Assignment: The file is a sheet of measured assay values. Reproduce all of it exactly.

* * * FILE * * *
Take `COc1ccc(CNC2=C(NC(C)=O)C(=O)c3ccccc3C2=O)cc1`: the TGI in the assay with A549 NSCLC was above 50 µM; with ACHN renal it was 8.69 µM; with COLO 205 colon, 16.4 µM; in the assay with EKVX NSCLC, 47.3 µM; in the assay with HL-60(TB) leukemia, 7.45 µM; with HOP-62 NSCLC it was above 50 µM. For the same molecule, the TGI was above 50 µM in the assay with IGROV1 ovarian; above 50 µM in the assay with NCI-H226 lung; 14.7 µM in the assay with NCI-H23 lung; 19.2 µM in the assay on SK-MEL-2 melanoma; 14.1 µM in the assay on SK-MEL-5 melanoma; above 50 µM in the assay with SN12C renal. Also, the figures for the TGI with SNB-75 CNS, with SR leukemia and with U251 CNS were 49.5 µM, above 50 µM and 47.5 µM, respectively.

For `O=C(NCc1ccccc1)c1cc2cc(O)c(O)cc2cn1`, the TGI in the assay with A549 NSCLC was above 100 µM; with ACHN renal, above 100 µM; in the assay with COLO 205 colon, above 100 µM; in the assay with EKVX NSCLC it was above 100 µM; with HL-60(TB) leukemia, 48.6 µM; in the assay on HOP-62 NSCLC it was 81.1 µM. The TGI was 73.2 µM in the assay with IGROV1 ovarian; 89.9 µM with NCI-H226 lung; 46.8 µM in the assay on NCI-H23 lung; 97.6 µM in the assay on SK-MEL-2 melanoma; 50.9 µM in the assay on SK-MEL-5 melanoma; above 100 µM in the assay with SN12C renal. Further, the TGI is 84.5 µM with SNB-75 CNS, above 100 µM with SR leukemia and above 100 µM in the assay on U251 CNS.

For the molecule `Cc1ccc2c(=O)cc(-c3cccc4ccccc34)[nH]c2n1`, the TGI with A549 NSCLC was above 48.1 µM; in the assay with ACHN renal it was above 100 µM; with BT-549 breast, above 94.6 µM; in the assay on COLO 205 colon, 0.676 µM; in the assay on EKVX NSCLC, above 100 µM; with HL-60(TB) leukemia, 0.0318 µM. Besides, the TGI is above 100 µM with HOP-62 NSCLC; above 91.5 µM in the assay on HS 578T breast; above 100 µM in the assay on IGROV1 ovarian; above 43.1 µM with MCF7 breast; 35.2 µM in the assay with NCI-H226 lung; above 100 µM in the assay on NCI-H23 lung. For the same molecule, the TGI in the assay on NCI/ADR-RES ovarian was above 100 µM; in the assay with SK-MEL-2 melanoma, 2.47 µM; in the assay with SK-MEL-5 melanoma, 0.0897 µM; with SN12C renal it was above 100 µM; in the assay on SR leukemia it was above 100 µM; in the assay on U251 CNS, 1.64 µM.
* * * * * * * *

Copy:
Take `COc1ccc(CNC2=C(NC(C)=O)C(=O)c3ccccc3C2=O)cc1`: the TGI in the assay with A549 NSCLC was above 50 µM; with ACHN renal it was 8.69 µM; with COLO 205 colon, 16.4 µM; in the assay with EKVX NSCLC, 47.3 µM; in the assay with HL-60(TB) leukemia, 7.45 µM; with HOP-62 NSCLC it was above 50 µM. For the same molecule, the TGI was above 50 µM in the assay with IGROV1 ovarian; above 50 µM in the assay with NCI-H226 lung; 14.7 µM in the assay with NCI-H23 lung; 19.2 µM in the assay on SK-MEL-2 melanoma; 14.1 µM in the assay on SK-MEL-5 melanoma; above 50 µM in the assay with SN12C renal. Also, the figures for the TGI with SNB-75 CNS, with SR leukemia and with U251 CNS were 49.5 µM, above 50 µM and 47.5 µM, respectively.

For `O=C(NCc1ccccc1)c1cc2cc(O)c(O)cc2cn1`, the TGI in the assay with A549 NSCLC was above 100 µM; with ACHN renal, above 100 µM; in the assay with COLO 205 colon, above 100 µM; in the assay with EKVX NSCLC it was above 100 µM; with HL-60(TB) leukemia, 48.6 µM; in the assay on HOP-62 NSCLC it was 81.1 µM. The TGI was 73.2 µM in the assay with IGROV1 ovarian; 89.9 µM with NCI-H226 lung; 46.8 µM in the assay on NCI-H23 lung; 97.6 µM in the assay on SK-MEL-2 melanoma; 50.9 µM in the assay on SK-MEL-5 melanoma; above 100 µM in the assay with SN12C renal. Further, the TGI is 84.5 µM with SNB-75 CNS, above 100 µM with SR leukemia and above 100 µM in the assay on U251 CNS.

For the molecule `Cc1ccc2c(=O)cc(-c3cccc4ccccc34)[nH]c2n1`, the TGI with A549 NSCLC was above 48.1 µM; in the assay with ACHN renal it was above 100 µM; with BT-549 breast, above 94.6 µM; in the assay on COLO 205 colon, 0.676 µM; in the assay on EKVX NSCLC, above 100 µM; with HL-60(TB) leukemia, 0.0318 µM. Besides, the TGI is above 100 µM with HOP-62 NSCLC; above 91.5 µM in the assay on HS 578T breast; above 100 µM in the assay on IGROV1 ovarian; above 43.1 µM with MCF7 breast; 35.2 µM in the assay with NCI-H226 lung; above 100 µM in the assay on NCI-H23 lung. For the same molecule, the TGI in the assay on NCI/ADR-RES ovarian was above 100 µM; in the assay with SK-MEL-2 melanoma, 2.47 µM; in the assay with SK-MEL-5 melanoma, 0.0897 µM; with SN12C renal it was above 100 µM; in the assay on SR leukemia it was above 100 µM; in the assay on U251 CNS, 1.64 µM.